A little-known debate is smoldering at the U.S. Food and Drug Administration that may burst soon into a major fire. Two pharmaceutical companies - Merck and GlaxoSmithKline - have designed a cervical cancer vaccine. In clinical trials the Merck drug, Gardasil, is proving to be up to 100% effective in fighting the dominant strain of the virus causing cervical cancer. The pharmaceutical companies and a growing movement of public health advocates want all girls to be inoculated with the vaccine as they presently are for other high-risk viruses.
The Family Research Council is leading a charge of Religious Right groups to halt any such national inoculation program. Their resistance is driven by fear more than common sense. The human papilloma virus (HPV) that generates cervical cancer is most typically passed along through genital contact with others. So as long as an individual does not engage in sexual intercourse, he or she should be shielded from the virus. The Religious Right bloc concludes that offering a vaccine for HPV would undercut their promotion of sexual abstinence for adolescents.
In that spirit, Tony Perkins, president of the Family Research Council, told Fortune magazine that he would not allow his 13-year-old daughter to be inoculated. "It sends the wrong message," Perkins said. "Our concern is that this vaccine will be marketed to a segment of the population that should be getting a message about abstinence."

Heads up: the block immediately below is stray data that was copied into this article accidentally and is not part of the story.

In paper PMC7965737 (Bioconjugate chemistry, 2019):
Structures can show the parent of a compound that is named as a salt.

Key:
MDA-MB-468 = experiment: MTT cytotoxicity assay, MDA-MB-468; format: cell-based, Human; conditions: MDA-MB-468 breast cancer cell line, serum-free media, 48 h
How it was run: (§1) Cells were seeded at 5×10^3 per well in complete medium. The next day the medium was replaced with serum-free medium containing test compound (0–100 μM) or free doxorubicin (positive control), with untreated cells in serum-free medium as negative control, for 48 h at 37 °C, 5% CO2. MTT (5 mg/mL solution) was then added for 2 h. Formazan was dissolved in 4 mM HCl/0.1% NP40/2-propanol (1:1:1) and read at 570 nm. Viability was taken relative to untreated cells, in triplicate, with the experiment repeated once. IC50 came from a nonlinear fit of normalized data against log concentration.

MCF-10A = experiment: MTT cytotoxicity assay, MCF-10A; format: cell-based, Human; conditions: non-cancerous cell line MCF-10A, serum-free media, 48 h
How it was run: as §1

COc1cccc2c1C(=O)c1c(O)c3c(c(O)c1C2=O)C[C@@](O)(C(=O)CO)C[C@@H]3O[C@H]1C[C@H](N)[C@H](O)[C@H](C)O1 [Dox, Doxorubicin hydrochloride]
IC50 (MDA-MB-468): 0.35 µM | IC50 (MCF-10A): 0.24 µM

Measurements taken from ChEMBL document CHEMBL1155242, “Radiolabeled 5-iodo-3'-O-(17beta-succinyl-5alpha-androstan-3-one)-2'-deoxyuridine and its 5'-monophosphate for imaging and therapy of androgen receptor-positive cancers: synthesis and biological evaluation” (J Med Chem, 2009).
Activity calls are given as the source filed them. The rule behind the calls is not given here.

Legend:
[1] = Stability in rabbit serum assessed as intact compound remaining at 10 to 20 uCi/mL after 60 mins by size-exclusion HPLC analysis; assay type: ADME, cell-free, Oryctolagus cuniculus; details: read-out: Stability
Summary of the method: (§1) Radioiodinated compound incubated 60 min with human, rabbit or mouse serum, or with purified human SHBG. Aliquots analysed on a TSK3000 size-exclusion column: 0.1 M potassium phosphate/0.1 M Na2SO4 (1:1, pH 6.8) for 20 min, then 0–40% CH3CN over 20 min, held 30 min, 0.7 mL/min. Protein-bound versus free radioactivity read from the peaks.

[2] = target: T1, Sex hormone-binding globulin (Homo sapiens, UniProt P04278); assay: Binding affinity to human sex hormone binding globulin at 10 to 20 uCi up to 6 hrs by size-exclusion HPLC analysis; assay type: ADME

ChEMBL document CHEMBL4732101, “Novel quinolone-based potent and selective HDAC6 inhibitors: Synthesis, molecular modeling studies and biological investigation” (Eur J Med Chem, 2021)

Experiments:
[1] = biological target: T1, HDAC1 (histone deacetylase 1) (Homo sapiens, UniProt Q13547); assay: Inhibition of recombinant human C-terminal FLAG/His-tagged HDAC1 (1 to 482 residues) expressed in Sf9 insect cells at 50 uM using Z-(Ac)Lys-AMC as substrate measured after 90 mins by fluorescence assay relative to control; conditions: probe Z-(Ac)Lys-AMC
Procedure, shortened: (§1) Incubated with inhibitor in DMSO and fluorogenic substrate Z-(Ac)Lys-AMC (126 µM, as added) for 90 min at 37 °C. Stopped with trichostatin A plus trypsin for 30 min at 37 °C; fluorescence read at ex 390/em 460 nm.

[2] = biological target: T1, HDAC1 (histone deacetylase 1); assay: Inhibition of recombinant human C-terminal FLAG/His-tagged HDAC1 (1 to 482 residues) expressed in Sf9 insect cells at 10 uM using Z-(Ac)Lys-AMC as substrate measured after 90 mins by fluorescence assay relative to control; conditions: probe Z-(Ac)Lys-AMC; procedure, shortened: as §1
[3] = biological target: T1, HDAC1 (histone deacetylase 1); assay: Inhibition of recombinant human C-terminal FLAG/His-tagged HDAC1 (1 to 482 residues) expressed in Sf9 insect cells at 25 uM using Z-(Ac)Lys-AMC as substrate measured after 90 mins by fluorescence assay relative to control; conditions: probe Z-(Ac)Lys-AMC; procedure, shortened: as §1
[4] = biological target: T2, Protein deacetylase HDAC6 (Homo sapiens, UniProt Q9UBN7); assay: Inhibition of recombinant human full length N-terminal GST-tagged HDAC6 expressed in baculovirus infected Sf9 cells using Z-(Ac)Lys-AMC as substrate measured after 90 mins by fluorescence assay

Globally, cervical cancer kills more than 270,000 women each year - roughly 80% of them in developing countries. The Centers for Disease Control reports that as many as 3,700 women in the U.S. died of cervical cancer last year, and tens of thousands more had their lives completely transformed by a radical treatment regimen for the disease. The majority of those women are African-American or Hispanic, and poor.
Last I checked, teens weren't abstaining from sex purely because they had the fear of God in them over HPV. Most teens probably don't even know what that stands for, or that it can lead to cervical cancer in women. Furthermore, as everyone has been saying from the get-go, you don't see people rolling around in rusty nails post-tetanus shots.
I've got to call Tony Perkins out on this: deciding that his daughter shouldn't have this vaccine is not only completely morally corrupt, but downright scary. What sort of a parent decides that he'd rather his daughter died of a preventable disease than have a vaccine? A vaccine, I might add, that in the future one needn't explain to a young child who is being routinely innoculated against all matter of diseases. Women don't get HPV because they are "bad people" -- and even if you DID want believe that women get HPV only because they've been "immoral," that is NO REASON to deny anyone healthcare. A woman could contract HPV from a partner (even the most trusted), a husband, an unfaithful husband, a rapist, etc. There is no reason on God's green earth to prevent the HPV vaccine from becoming a standard innoculation, especially as many of the sufferers of cervical cancer are women from minority groups or the working class, which could mean that they would have less access to this vaccine if it is not made routine.
Deciding that women should be punished with cancer and/or death because they had sex or were raped by someone carrying a disease is not only ass backwards, it's thinly veiled misogyny.